A single-center study evaluated the efficacy of saline flush in pediatric patients with central venous access devices.
Following an intervention which found that saline flush had comparable safety and efficacy with heparin for tunneled catheters used in pediatric patients with cancer, a formal flushing guideline advising lower heparin concentrations and increased saline use was issued in Kapi‘olani Medical Center for Women and Children (KMCWC) institution. Results of the guideline change were published in the Clinical Journal of Oncology Nursing.1
“This limited process improvement project was able to show the effectiveness and safety in the use of normal saline flushing and decreased heparin dose flushes to maintain tunneled [central venous catheter] CVC patency in the population of pediatric patients with cancer,” lead author Dee Ann Omatsu, MS, APRN, PNP-BC, CPON®, a nurse practitioner with Hawaii Pacific Health, and coinvestigators, wrote in the study. “This was evidenced by no statistically significant change in alteplase use recorded postimplementation. The decreased use of heparin resulted in cost savings for patients and families.”
CVCs are a key component in delivering long-term intravenous (IV) therapy to children with cancer. These devices are responsible for a variety of treatments, including parenteral nutrition, chemotherapy, and blood product infusions; however, for fluid infusions and blood draws, adequate CVC patency without catheter occlusions is required. Alteplase administration is the appropriate response when occlusion occurs. In certain cases of occlusion, the CVC may need to be removed.
Numerous studies have documented the efficacy of saline flush use in adults.2-4 Yet there is insufficient literature detailing its efficacy and utility among pediatric patients. Heparin is a more expensive medication compared with saline5 and intermittent flushing with heparin throughout the day can place additional financial burden on the patient’s family because it is a medication that is not frequently covered by insurance.6 Thus, investigators sought to reduce the financial burden on patients if saline represented a viable option.
This study included 62 patients, of whom 42% were women and the mean age was 9.42 years. The 3 most common diagnoses among the study group were acute lymphoblastic leukemia (ALL; n = 15, 24%), osteosarcoma (n = 6, 10%), and T-cell ALL (n = 5, 8%). Eleven percent of patients (n = 7) were receiving were Children’s Oncology Group protocols AALL0932, 8% (n = 5) were receiving AALL1131, and 8% (n = 5) were receiving AOST0331.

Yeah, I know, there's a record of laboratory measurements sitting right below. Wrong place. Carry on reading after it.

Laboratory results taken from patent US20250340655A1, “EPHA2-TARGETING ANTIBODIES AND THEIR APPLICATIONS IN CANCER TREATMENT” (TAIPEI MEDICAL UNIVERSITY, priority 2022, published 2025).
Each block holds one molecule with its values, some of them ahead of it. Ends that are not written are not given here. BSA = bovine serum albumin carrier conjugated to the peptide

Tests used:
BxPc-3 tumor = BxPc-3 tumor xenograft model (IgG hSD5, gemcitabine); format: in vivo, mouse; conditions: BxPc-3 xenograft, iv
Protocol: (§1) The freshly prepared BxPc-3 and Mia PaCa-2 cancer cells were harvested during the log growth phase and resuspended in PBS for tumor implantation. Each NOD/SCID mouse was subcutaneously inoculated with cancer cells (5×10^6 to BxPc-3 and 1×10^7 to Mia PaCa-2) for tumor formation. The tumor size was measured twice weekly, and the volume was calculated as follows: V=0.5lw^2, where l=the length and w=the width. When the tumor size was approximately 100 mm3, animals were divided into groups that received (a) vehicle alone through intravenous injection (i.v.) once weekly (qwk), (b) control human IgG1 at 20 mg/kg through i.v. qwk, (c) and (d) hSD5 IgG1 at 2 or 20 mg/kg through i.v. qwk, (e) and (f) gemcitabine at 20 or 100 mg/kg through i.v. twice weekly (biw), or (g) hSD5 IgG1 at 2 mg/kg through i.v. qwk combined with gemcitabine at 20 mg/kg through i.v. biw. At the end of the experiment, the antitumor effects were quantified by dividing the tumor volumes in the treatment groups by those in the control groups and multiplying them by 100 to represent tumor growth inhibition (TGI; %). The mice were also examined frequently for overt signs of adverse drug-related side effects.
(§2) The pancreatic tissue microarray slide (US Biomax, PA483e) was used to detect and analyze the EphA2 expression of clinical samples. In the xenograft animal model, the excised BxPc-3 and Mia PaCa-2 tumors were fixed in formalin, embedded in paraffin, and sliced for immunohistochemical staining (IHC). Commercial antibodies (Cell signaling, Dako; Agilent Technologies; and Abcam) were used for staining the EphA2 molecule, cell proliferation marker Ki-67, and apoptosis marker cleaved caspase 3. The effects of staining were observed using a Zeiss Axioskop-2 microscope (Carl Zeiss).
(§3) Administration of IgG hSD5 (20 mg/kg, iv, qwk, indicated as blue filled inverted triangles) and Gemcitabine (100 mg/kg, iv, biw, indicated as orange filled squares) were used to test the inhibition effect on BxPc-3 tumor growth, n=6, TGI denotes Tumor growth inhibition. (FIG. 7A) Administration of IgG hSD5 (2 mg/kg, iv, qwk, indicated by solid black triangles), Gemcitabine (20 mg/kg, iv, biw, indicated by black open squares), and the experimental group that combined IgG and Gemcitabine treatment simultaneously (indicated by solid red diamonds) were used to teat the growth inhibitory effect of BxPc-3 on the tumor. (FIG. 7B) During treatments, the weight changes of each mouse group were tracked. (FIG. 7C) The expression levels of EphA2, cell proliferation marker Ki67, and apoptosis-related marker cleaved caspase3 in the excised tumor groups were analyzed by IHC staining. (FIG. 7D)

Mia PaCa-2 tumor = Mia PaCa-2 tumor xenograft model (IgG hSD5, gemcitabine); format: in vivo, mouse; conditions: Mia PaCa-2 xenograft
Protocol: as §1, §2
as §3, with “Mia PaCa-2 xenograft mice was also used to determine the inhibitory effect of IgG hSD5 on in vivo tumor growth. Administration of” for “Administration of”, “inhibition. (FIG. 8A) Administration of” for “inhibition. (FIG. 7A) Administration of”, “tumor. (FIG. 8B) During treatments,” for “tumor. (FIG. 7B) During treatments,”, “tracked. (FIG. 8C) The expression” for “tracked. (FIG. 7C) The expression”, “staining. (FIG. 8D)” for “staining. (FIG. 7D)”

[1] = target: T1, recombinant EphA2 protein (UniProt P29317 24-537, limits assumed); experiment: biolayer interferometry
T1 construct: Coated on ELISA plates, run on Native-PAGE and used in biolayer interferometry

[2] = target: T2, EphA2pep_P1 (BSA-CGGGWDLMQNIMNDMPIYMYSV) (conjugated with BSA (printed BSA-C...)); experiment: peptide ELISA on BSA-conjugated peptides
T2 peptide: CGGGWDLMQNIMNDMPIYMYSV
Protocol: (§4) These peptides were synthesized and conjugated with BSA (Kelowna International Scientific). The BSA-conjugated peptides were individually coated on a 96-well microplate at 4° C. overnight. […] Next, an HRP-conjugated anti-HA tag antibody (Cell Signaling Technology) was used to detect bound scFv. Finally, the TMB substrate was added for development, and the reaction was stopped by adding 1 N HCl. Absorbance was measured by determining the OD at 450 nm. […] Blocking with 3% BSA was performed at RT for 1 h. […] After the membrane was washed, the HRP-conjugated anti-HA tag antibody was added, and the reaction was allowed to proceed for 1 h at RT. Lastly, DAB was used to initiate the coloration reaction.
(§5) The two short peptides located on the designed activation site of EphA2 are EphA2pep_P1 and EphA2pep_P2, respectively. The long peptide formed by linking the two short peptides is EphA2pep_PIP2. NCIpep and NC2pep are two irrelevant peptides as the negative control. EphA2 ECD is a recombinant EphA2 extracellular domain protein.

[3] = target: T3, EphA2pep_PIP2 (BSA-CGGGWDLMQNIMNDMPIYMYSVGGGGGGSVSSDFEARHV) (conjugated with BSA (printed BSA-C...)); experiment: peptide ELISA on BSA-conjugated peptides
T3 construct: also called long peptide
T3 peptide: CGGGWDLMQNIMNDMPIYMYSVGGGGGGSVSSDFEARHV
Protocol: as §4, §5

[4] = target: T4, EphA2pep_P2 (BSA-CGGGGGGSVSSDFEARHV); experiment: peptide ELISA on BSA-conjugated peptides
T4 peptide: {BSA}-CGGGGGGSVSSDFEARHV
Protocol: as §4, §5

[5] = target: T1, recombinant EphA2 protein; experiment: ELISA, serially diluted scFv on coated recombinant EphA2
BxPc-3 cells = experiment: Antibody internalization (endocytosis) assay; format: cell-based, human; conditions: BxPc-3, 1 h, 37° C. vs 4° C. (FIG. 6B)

Prior to the intervention, the institutional flushing guide included heparin administration for all tunneled lines, at a concentration 100 units/cm3 and various amounts depending on the weight of a patient and the type of device. However, a saline lock for all tunneled lines was added to the flushing guidelines as part of the implementation.
In the inpatient setting, a twice-daily schedule using the new push–pause method was implemented. In the outpatient setting, nurses locked the tunneled lines with saline using the push–pause method if their patient was actively receiving care in the unit. Saline lock was also used if patients needed daily infusion regiments and elected to keep their port needle in place.
The heparin lock changes were implemented at time of discharge of the port or deaccess of the external tunneled catheters. Although the port dosage remained the same with 5 ml (100 units/ mL), the implementation meant that the heparin dose decreased from 3 ml (100 units/mL) to 2 mL (10 units/mL) for tunneled catheters. Study interventions began on September 1, 2020, and data were collected over 5 months, with a cutoff at February 1, 2021.
Overall, the mean alteplase usage rate following implementation of saline flush was not statistically significant than with heparin flush after adjusting for age and sex (P = .89). In the preintervention heparin flush period, the mean alteplase usage rate was 2.17 per 2000-line days. The shift to heparin found a slight increase to 2.42 per 1000-line days. Of note, following the implementation, the cost per single lumen, a 30-count box of heparin (10 units/mL) 5 mL syringe, decreased from $520.20 to $366.24.
Providers may be able to safely decrease heparin use and opt for normal saline flush to maintain CVC patency, effectively reducing costs for patients and families, the authors concluded, noting that it is essential that nurses use the positive pressure lock and push-pause techniques.